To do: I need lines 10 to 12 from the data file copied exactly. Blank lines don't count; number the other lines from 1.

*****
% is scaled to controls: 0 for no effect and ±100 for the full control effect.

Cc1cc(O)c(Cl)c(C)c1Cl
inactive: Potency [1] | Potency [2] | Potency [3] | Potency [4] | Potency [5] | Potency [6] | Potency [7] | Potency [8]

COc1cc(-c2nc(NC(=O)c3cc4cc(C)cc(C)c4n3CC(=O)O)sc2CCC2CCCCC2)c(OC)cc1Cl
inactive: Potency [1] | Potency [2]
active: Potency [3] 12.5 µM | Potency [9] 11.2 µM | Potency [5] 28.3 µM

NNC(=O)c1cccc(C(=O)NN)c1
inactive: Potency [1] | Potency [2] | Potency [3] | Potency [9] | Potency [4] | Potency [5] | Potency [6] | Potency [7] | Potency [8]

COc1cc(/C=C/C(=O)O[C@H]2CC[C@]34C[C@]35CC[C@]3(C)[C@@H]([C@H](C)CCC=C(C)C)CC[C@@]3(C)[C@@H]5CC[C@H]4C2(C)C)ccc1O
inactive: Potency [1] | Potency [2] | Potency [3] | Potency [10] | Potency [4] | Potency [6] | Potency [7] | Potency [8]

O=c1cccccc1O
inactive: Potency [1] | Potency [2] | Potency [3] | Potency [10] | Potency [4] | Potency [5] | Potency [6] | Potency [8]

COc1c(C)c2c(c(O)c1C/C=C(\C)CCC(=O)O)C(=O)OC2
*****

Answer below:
inactive: Potency [1] | Potency [2] | Potency [3] | Potency [10] | Potency [4] | Potency [6] | Potency [7] | Potency [8]

O=c1cccccc1O
inactive: Potency [1] | Potency [2] | Potency [3] | Potency [10] | Potency [4] | Potency [5] | Potency [6] | Potency [8]